While visiting 250 schools during his 1998 gubernatorial campaign, Jeb Bush, former governor of Florida, watched a student practicing for the HSCT test, a test that students needed to pass to graduate high school. Bush said the student could not answer the question, “If a baseball game starts at 3 p.m. and ends at 4:30 p.m., how long was the game?”
“Having all of these kinds of personal stories as a candidate really supercharged me as governor to make sure that I did everything I could to change the system so that (students), particularly the lower-performing kids, would have a fighting chance,” Bush said. “I think (education) is the great equalizer. Quality education will allow for many different possibilities for a young person as they start their life. The opposite is true if they don’t have the quality education.”
As well as being the governor of Florida from 1999 to 2007, Bush was a candidate for the 2016 Republican presidential nomination and is founder, president and chairman of the board of directors of the Foundation for Excellence in Education. At 10:45 a.m. EDT Wednesday, Aug. 5, 2020, on the CHQ Assembly Video Platform, Bush joined in conversation with Chautauqua Institution President Michael E. Hill on “Fostering Bold and Transformational Education Reform.” Bush discussed the actions he took to transform the public education system in Florida, what school systems and educators need to focus on today and how the pandemic has impacted the education sector.
Hill asked Bush to outline the education overhaul he conducted as governor of Florida, and why he did it.
Bush said when he took office, Florida ranked last in the country in high school graduation rates.
When he was running for office, one of his plans involved more accountability in education, such as if a school was rated an “F,” with the highest rank being “A,” two times in four years, then every child had the option of attending a private school or a better-performing public school. Bush said that plan also held back students at the end of third grade if they were functionally illiterate.
“If you’re telling people you have these high expectations for every kid, then you have to (have) the resources to be able to back it up,” Bush said. “A lot of times, people advocate reforms that don’t have the resources to actually make the reforms work.”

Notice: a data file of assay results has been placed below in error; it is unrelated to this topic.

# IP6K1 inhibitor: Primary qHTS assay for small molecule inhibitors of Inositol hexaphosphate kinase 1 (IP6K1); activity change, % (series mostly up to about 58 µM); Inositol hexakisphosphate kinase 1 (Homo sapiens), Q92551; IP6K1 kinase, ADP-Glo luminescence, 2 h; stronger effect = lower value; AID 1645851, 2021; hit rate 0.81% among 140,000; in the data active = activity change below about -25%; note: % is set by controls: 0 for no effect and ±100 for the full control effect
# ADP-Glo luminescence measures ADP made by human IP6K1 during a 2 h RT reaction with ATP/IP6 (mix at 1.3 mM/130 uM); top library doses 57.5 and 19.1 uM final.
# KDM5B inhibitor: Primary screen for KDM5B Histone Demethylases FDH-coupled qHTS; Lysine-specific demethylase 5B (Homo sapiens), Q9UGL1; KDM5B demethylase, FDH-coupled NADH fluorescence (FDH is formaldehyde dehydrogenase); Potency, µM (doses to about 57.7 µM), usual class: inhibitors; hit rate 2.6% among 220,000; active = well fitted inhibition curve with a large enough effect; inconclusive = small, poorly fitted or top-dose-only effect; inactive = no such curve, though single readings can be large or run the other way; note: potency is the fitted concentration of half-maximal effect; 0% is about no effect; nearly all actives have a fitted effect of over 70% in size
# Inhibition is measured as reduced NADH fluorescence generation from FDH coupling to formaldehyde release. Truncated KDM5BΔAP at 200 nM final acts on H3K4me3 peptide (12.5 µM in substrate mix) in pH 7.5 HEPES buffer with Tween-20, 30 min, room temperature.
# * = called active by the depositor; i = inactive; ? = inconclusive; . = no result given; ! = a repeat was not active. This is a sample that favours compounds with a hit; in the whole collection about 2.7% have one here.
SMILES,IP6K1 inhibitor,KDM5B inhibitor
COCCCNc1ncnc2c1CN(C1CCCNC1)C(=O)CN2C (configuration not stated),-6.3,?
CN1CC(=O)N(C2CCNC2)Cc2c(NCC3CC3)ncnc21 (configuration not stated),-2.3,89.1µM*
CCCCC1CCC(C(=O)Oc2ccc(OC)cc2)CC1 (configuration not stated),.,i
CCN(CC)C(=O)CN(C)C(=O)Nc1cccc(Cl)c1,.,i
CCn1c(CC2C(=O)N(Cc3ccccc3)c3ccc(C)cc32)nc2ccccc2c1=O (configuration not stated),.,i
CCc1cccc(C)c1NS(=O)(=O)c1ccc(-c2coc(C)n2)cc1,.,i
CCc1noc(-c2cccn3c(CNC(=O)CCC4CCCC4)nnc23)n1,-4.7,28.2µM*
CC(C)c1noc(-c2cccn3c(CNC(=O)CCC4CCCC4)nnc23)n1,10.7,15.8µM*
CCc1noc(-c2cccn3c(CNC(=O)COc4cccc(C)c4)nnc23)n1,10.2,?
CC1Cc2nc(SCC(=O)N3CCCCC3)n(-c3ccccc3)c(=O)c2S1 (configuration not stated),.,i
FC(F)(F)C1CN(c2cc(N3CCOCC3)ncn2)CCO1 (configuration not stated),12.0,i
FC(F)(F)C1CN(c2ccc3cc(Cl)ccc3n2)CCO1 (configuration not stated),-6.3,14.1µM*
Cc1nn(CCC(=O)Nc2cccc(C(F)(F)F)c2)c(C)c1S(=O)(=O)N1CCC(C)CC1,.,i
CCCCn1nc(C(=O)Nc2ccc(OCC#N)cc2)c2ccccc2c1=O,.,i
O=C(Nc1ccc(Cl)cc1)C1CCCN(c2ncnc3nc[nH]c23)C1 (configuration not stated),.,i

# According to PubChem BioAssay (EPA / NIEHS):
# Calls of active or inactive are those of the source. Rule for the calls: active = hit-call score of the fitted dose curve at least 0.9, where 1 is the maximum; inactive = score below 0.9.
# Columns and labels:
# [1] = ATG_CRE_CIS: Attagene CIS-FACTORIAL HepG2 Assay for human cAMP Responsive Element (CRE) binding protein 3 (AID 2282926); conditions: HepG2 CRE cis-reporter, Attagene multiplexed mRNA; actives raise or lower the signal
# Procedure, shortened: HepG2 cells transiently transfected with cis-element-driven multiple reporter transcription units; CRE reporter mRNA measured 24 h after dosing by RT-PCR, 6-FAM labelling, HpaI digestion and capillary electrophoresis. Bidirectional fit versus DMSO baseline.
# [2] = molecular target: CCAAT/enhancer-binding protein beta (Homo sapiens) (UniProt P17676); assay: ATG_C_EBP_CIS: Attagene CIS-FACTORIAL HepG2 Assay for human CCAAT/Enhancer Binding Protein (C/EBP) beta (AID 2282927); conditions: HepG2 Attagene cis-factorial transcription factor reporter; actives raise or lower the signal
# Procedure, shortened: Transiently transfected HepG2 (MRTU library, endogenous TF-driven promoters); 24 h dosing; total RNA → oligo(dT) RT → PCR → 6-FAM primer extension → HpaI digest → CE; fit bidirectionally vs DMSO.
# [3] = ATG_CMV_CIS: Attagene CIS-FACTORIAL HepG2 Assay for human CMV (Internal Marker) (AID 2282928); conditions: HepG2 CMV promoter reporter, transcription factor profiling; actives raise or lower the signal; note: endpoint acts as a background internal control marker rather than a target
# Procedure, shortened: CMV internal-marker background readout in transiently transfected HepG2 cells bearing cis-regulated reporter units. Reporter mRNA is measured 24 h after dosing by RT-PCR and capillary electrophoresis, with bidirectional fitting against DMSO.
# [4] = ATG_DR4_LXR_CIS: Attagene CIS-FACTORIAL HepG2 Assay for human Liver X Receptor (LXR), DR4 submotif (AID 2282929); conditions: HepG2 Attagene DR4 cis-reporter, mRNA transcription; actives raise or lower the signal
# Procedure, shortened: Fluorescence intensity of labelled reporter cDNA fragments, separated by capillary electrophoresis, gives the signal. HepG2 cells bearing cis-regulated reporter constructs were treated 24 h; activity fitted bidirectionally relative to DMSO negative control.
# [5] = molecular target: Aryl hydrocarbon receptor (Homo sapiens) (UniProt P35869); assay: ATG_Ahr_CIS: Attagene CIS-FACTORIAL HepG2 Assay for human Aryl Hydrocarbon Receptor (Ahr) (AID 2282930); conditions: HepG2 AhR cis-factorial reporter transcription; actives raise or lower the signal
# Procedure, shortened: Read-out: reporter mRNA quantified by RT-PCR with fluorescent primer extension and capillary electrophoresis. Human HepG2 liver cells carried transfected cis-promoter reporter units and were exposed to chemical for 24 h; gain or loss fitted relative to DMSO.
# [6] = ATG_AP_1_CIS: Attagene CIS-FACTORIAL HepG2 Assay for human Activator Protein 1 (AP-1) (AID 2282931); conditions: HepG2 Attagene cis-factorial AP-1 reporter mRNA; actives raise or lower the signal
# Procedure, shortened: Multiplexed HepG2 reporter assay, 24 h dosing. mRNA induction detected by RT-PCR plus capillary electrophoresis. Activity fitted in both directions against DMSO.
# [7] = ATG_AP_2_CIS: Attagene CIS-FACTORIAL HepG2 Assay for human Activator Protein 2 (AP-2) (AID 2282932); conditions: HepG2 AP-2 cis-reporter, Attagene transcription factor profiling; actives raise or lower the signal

Bush said reading coaches were hired at every school and teachers were better trained to teach reading. He said Florida went from the bottom of the 50 states, to sixth, in fourth- and eighth-grade reading and math levels.
“The kids that led the way were low-income kids, Hispanic kids, African-American kids, kids with learning disabilities, because we measured and we had accountability around them and the system,” Bush said. “The entire system was really organized to make sure that they rose up.”
Hill asked Bush about over-testing students, and how to measure their skills while not simply teaching them how to get high scores on tests.
“Great teachers don’t teach to the test; they teach to the expectations that are set by educators,” Bush said.
Bush believes that testing as a measurement is important, and also that there is too much testing. He believes that testing should be done at the end of the semester, instead of during the middle, as in some schools. These tests should diagnose exactly where the student stands, and Bush said this information should be given to their parents, their teacher, as well as their teacher the following year.
Hill asked Bush how his plans on school choice played out in Florida — plans which many viewed as dismantling traditional public schools.
Bush helped set up the first charter school in Florida, Liberty City Charter School, which first taught 90 Black students whose parents chose to send their children there. These parents were directly involved with the school and, Bush said, helped shape how the school was governed.